|John Henry Lloyd|
|Born: April 25, 1884|
|Died: March 19, 1964 (aged 79)|
Atlantic City, New Jersey
|Negro league baseball debut|
|1906, Cuban X-Giants|
|1932, Bacharach Giants|
|Runs batted in||308|
|Career highlights and awards|
|Member of the National|
|Baseball Hall of Fame|
|Election method||Negro League Committee|
John Henry Lloyd (April 25, 1884 – March 19, 1964), nicknamed "Pop" and "El Cuchara", was an American baseball shortstop and manager in the Negro leagues. During his 27-year career, he played for many teams and had a .343 batting average. Lloyd is considered to be the greatest shortstop in Negro league history, and he was inducted into the National Baseball Hall of Fame in 1977.
Lloyd is thought to have been born in Palatka, Florida. He was a descendant of slaves, and his father died when Lloyd was a baby.
Lloyd's maternal grandmother, Maria Jenkins, raised him in Jacksonville. Jenkins had lived in Jacksonville prior to moving to Palatka. The return to Jacksonville may have been prompted by a great fire that had damaged businesses and changed the overall economic situation in Palatka. Before Lloyd completed elementary school, he had to go to work full-time. Early on, he delivered items for a grocery store, and then he became a railroad porter.
Lloyd began his professional baseball career in 1905, playing catcher for the Acmes of Macon, Georgia. He played second base with the Cuban X-Giants of Philadelphia in 1906.
The following season, Sol White signed him for the X Giants' archrivals, the Philadelphia Giants, and moved him to shortstop, where he would remain through the bulk of his career. Sportswriters Harry Daniels and Jimmy Smith both named Lloyd to their 1909 "All American Team" saying he "is a wonder at fielding and hitting, also a fair base runner."
In 1910, Lloyd accepted Rube Foster's invitation to join the Chicago Leland Giants, where he anchored a team that Foster described as the greatest of all time. He rejoined White on the newly-organized Lincoln Giants in 1911, batting .475 against all competition.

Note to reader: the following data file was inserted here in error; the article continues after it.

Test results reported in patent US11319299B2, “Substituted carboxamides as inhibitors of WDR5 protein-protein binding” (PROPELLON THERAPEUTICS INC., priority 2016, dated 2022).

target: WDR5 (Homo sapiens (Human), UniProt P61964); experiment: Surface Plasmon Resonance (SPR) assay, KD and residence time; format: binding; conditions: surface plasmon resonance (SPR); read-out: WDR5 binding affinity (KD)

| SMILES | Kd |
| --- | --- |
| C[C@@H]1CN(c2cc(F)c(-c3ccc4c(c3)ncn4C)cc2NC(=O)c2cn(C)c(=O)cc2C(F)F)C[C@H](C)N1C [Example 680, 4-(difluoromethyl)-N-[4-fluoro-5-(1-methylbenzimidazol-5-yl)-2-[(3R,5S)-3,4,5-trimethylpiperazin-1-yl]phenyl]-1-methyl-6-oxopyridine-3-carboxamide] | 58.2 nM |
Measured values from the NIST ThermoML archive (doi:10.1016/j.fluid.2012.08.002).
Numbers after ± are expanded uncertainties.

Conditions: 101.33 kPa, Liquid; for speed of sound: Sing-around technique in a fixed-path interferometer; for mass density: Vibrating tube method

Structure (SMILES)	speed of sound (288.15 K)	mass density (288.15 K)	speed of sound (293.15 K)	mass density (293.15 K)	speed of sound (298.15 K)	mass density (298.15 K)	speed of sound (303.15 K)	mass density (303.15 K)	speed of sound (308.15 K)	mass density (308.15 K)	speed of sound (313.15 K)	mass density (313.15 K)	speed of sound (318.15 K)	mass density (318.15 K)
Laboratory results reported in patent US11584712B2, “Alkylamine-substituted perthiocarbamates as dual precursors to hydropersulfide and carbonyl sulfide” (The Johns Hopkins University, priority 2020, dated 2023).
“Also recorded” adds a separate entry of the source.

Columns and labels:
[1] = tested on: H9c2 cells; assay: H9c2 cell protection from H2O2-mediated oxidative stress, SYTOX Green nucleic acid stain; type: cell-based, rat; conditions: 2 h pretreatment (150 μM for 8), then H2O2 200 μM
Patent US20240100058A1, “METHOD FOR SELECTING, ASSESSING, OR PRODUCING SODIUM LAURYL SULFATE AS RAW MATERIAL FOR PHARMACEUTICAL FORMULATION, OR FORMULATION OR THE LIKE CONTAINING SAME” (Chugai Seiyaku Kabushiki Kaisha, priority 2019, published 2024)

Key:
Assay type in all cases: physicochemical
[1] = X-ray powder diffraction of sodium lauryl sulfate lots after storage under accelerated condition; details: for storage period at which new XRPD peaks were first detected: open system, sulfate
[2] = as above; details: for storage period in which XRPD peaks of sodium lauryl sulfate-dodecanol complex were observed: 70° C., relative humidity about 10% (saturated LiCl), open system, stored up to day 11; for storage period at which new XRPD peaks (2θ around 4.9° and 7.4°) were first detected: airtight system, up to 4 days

Lloyd took over as player-manager for 1912 and 1913, and in the latter year the Lincolns defeated the Chicago American Giants in a playoff series to become the undisputed champions of black baseball.
In 1914, Lloyd travelled west again to play for the American Giants. He split the 1915 season between the New York-based Lincoln Stars and the American Giants, then spent all of 1916 and 1917 with Foster's team. In 1918, Lloyd served as player-manager of the Brooklyn Royal Giants, leaving the club early to work for the Army Quartermaster Depot in Chicago. 1919 saw him join the Bacharach Giants of Atlantic City, then 1920 found him back with the Royal Giants.
In 1921, he was hired to organize a new team in Foster's young Negro National League. Lloyd's Columbus Buckeyes were not a notable success, however, on the field or in the box office, finishing seventh in a field of eight, and folded upon season's end. The following year, Lloyd was back in the east managing the Bacharach Giants, who had moved to New York City.
When the Eastern Colored League was formed in 1923, Ed Bolden hired Lloyd to manage the Hilldale Club. Lloyd brought home the first ECL pennant by a wide margin, guiding Hilldale to a 32–17 league record. He did not get along with Bolden, was suspended in early September, and was fired at the end of the season. In 1924, Lloyd returned to the Bacharachs, now based again in Atlantic City. With the brilliant young shortstop Dick Lundy on the roster, the 40-year-old Lloyd moved himself to second base. He hit .444 to win the 1924 ECL batting title, at one point reeling off 11 straight base hits. The Bacharachs, however, were merely average under Lloyd during his two years there, finishing fourth both seasons (with records of 30–29 and 26–27).